Case | HBS Case Collection | April 2010 (Revised March 2011)

The Auction for Travelport (A)

by Andrei Hagiu and Misha Sanwal

Abstract

A senior Blackstone director is deciding how aggressively to bid for Travelport, a travel distribution business containing several key services and platforms. Travelport's most important properties were Galileo, one of the top 3 global distribution systems (GDSs), CheapTickets and Orbitz, two online travel agencies. Blackstone was competing in an auction against several other large private equity firms with multi•billion dollar investment funds. The auction was about to enter its final round of bidding, with bids having reached $4 billion in the prior round. The Blackstone director (Schorr) and his team have to make three key judgments regarding Travelport. First, they need to develop a point of view on the structural attractiveness of the travel GDS industry. Secondly, they need to decide whether Travelport was a good business to own and identify the key sources of its value. The Travelport business is composed of many different sub•businesses that play in different parts of the travel value chain and some of these sub•businesses are more strategic than others. Thirdly, like most leveraged buyouts, Travelport will need to support a significant amount of debt as a result of the transaction. Chip and his team need to make a judgment on the stability of Travelport's businesses and its ability to generate consistent, predictable cash flows to service its debt obligations.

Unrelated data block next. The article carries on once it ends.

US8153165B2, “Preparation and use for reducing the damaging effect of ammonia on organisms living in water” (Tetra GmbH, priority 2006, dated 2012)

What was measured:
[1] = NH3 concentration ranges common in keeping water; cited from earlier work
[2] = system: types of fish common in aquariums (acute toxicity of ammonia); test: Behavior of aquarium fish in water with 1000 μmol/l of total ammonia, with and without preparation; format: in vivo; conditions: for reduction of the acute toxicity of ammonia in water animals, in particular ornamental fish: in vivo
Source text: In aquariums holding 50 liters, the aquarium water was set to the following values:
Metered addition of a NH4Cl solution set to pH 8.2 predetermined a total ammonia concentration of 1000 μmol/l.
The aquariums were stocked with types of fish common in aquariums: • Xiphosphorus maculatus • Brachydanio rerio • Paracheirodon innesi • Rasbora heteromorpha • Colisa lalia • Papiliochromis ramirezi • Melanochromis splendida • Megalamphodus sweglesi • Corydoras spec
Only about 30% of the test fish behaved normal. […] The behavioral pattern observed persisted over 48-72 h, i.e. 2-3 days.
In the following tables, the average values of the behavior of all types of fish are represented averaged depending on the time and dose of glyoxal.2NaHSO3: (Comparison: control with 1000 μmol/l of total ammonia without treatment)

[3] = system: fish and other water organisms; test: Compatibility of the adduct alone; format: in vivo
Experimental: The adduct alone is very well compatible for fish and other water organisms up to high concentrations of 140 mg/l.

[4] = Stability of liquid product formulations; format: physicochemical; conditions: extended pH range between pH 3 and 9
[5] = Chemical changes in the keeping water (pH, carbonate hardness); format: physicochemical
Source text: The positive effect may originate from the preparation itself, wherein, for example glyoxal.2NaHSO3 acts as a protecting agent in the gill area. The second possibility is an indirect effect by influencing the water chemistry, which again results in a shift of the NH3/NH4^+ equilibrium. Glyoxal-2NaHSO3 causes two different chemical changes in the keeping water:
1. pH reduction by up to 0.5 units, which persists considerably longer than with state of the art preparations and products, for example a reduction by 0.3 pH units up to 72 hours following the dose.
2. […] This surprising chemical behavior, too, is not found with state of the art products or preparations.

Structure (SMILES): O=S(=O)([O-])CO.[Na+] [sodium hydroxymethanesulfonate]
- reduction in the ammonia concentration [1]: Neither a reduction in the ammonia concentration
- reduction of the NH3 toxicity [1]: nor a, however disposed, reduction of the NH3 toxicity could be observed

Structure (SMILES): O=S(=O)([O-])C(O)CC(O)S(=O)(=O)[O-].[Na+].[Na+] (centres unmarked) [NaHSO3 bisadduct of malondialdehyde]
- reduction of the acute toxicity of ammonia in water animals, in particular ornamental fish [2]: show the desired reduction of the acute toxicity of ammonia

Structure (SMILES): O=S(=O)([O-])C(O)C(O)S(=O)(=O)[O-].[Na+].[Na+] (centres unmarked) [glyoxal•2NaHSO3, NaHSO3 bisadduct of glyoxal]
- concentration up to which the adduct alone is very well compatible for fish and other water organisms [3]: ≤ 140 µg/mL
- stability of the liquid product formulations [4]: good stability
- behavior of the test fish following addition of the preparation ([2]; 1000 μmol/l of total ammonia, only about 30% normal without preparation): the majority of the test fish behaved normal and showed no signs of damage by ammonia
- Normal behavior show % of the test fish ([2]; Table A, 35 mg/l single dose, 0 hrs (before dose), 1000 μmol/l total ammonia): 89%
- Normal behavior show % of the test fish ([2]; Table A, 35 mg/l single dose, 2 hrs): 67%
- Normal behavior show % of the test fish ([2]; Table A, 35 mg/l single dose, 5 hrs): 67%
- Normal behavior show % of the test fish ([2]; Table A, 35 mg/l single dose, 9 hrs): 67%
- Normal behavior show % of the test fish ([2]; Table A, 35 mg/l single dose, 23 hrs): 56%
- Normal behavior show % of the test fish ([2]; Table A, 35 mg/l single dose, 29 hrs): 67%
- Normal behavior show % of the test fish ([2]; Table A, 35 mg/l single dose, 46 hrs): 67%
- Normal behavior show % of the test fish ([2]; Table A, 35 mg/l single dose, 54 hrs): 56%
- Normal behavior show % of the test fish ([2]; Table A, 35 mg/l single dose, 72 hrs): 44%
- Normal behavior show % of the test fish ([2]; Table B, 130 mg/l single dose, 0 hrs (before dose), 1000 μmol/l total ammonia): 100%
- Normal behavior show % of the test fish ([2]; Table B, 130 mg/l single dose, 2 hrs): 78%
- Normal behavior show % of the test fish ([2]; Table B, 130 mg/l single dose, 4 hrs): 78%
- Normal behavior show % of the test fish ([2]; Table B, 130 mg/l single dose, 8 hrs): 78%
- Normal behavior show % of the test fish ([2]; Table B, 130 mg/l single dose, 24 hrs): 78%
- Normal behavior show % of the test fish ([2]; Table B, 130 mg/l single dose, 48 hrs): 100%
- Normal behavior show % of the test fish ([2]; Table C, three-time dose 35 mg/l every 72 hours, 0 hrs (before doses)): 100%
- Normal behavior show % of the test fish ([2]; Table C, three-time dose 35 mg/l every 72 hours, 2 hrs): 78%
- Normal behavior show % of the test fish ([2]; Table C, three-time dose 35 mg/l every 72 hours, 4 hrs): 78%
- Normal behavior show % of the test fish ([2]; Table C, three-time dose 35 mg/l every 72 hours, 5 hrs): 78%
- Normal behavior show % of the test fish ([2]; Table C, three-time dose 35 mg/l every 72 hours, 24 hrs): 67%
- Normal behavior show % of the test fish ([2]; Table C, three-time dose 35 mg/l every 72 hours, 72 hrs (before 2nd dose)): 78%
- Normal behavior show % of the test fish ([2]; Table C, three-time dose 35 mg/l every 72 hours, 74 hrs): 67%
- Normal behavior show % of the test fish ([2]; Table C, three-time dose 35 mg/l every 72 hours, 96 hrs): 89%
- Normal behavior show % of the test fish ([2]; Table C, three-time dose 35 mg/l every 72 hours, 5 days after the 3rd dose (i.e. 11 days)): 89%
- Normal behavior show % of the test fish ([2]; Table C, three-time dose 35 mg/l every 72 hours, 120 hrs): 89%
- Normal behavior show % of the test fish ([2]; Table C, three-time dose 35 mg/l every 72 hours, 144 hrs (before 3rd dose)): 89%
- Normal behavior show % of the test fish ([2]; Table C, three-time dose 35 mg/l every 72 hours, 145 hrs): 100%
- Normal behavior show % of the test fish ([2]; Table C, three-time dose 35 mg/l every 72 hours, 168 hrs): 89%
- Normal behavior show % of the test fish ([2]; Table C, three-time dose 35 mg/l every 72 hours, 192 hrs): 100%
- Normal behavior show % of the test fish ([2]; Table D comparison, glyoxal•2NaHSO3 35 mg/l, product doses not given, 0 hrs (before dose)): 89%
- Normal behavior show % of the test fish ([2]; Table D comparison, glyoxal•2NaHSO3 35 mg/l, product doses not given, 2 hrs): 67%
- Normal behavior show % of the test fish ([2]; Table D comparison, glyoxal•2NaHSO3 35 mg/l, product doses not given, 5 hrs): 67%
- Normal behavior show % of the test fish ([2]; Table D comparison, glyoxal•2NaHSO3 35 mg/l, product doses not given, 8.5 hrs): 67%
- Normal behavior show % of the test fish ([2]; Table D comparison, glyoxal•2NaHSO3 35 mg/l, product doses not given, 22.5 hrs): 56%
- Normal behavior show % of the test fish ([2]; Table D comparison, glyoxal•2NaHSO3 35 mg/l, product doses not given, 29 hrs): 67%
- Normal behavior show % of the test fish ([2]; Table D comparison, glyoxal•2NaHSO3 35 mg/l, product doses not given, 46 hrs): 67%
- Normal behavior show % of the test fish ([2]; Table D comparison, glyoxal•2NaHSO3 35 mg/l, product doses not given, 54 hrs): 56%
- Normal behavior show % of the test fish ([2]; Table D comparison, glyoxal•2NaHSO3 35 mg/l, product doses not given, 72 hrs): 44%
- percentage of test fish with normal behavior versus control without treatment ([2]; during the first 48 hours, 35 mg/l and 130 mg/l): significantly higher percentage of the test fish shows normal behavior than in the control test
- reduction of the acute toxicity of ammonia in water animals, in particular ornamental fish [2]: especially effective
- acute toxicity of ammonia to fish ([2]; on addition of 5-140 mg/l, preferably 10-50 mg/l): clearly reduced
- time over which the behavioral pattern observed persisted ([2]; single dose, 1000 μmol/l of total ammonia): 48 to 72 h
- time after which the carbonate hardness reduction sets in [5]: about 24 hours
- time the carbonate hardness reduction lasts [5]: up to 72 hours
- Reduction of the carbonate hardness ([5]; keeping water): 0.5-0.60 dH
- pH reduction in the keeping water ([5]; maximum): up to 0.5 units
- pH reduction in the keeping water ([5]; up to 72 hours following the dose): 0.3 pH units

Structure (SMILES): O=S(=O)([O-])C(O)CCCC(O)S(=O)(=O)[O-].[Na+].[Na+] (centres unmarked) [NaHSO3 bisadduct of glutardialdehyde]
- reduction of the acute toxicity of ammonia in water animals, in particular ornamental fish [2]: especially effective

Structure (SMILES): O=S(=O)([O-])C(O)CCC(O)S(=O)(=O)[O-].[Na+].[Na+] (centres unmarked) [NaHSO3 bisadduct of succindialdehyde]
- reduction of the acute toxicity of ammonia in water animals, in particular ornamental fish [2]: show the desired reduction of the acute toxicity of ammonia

Keywords: Value Creation; Product Positioning; Cost vs Benefits; Private Equity; Leveraged Buyouts; Competitive Advantage; Auctions; Industry Structures; Travel Industry;

Citation:

Hagiu, Andrei, and Misha Sanwal. "The Auction for Travelport (A)." Harvard Business School Case 710-474, April 2010. (Revised March 2011.)